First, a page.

Arts & Culture

Jewish Movie Week: Justifying My Jeff Goldblum Man Crush

A tribute to the most misunderstood Jewish actor of them all. Read More

By / December 7, 2011
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As of this writing, People magazine has named two Australians, one Canadian, a Kennedy, and two men who have played James Bond The Sexiest Man Alive.  Brad Pitt, George Clooney, and Johnny Depp have all won the award twice, and even Nick Nolte can claim that, he too, was considered the best looking member of his gender in the early 1990s.

Denzel, Hugh, and Matt Damon can all place a framed copy of their Sexiest Man issues next to their Oscars, Tonys, and other assorted awards.  This year, the chiseled face and perpetual five o’clock shadow of Bradley Cooper joined this exclusive club of dudes that everybody wants to do, and while we can’t argue that Cooper has a nice face, it must be said that People has once again failed to offer up a Jew as the Sexiest Man (*Harrison Ford’s mother was born Jewish, but he was supposedly raised Catholic, so that kinda counts).  Someday when they finally do, they owe Jeff Goldblum some sort of lifetime achievement award in the field of good looking guys who have spent their career being criminally under-appreciated in both the looks and respect department.  I mean, he’s earned his very own spot on Tablet’s Greatest Jewish Films list — every single movie he’s ever been in.

The first few years of Goldblum’s film career yielded little facetime on some of the late 70s most iconic films:  he was the “I forgot my mantra” guy on Annie Hall, Tricycle Man in Robert Altman’s Nashville, and has a brief appearance as “Freak #1” on the Charles Bronson’s vigilante classic, Death Wish.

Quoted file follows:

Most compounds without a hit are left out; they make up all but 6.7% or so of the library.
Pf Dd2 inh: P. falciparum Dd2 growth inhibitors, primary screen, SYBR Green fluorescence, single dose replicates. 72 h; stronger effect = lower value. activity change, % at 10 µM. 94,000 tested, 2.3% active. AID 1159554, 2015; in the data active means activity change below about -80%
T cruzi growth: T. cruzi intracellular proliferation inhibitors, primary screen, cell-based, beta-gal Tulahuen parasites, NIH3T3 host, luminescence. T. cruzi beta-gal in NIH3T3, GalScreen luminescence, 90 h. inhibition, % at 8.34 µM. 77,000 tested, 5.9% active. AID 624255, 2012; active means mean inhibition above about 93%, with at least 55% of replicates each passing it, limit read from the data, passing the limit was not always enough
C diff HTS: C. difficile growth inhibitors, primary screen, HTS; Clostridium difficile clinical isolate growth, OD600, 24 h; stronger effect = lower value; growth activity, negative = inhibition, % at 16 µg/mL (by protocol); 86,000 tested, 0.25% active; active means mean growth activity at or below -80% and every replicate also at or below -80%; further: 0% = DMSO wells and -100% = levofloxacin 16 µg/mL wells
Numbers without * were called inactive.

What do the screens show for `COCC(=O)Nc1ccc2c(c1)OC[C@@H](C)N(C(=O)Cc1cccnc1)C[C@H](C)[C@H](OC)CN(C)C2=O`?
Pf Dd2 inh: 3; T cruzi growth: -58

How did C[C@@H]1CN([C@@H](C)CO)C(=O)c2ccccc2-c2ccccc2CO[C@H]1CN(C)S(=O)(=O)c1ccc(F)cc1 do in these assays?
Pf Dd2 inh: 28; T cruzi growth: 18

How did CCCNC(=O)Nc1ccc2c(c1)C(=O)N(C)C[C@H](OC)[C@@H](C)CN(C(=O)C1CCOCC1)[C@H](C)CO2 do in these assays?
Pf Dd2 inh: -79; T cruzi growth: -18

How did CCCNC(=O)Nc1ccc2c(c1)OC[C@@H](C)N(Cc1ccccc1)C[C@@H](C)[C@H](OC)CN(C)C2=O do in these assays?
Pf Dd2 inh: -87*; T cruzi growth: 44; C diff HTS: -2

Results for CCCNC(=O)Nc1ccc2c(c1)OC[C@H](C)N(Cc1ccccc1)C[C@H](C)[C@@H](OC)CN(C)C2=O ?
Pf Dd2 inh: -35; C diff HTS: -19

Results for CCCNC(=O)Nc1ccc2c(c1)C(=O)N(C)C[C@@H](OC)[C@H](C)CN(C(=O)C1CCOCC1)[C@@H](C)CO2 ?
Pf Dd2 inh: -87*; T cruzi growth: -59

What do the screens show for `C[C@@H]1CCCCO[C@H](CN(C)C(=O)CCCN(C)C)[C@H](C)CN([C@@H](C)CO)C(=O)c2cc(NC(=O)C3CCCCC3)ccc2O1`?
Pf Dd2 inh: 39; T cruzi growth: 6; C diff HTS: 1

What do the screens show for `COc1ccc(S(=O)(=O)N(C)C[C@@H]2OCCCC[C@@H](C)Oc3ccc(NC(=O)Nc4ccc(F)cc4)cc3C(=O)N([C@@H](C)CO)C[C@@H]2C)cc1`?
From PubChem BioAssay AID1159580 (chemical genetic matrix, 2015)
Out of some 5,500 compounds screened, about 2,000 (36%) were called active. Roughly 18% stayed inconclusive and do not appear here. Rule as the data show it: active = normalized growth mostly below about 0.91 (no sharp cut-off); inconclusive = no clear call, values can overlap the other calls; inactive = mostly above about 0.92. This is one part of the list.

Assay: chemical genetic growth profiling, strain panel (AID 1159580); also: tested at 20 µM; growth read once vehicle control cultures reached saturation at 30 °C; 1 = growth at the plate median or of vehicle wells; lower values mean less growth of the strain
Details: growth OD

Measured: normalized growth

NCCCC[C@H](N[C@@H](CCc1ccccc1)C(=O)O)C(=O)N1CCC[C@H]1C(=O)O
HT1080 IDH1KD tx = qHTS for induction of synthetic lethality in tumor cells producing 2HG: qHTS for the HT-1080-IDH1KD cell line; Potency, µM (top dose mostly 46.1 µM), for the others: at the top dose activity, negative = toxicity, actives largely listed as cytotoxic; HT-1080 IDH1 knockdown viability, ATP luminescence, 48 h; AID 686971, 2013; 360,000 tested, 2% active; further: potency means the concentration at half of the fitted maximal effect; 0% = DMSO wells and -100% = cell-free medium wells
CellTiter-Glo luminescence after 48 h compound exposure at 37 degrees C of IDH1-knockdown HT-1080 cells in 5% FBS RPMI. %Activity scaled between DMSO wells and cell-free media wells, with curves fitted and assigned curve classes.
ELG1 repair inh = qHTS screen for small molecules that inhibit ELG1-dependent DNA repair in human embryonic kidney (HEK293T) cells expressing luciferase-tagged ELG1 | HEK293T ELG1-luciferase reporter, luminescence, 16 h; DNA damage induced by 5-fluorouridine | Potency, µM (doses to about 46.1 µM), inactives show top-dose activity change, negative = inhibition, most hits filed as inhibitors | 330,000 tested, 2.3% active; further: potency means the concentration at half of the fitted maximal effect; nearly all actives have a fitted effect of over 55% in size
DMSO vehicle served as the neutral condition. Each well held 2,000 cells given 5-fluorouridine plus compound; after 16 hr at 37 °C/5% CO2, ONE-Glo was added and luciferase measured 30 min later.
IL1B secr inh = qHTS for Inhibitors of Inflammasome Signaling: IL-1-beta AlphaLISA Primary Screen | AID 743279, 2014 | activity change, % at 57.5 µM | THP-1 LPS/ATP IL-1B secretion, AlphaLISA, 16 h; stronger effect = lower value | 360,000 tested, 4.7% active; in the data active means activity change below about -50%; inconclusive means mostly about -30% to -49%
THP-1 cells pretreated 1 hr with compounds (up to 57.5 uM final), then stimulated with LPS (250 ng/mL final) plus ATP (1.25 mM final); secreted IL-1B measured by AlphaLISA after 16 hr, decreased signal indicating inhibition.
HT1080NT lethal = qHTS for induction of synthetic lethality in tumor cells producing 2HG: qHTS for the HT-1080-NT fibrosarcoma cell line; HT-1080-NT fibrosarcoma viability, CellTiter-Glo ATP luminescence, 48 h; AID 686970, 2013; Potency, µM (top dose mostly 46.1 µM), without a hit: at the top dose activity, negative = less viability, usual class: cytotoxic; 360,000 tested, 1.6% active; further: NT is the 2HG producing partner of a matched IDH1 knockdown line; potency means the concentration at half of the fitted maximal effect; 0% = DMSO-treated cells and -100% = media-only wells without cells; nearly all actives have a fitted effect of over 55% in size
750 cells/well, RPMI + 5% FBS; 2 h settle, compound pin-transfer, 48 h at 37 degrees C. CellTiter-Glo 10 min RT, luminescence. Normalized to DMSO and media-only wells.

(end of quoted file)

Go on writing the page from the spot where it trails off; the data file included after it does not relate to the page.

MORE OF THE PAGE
Since then, Goldblum’s name has been attached to highbrow gore (David Cronenberg’s The Fly), the film that defined the Yuppie generation (The Big Chill), massive blockbusters (Jurassic ParkIndependence Day), and cult classics (the Mr. Show spinoff Run Ronnie Run).  As an actor nobody can sneeze at Jeff Goldblum’s credentials.  As a really good-looking man who also happens to be undeniably Jewish, he is unmatched.  Jake Gyllenhaal, Eli Roth, or Paul Rudd don’t have his aloof coolness, and only Goldblum could have filled Vincent D’Onofrio’s giant shoes as a senior detective on Law & Order: Criminal Intent.

Jeff Goldblum is under appreciated because Jeff Goldblum is the quintessentially weird guy.  As Bill Murray’s nemesis in Wes Anderson’s The Life Aquatic With Steve Zissou, to the geeky computer-expert-turned-world-savior in Independence Day, JeffGoldblum has made a career of starring in quirky films or playing the neurotic outsider in smash hits.  He even rocked a ponytail on his 1990 Sesame Street appearance:

I’m not here to say that Jeff Goldblum is an actor the caliber of a guy like Daniel Day-Lewis.  I also understand if Canadians find him a little bit creepy, but I believe it’s time the world gives the man his due, and I offer you more pieces of evidence to back up my claim that Goldblum deserves reparations from People magazine for ignoring him for all these years: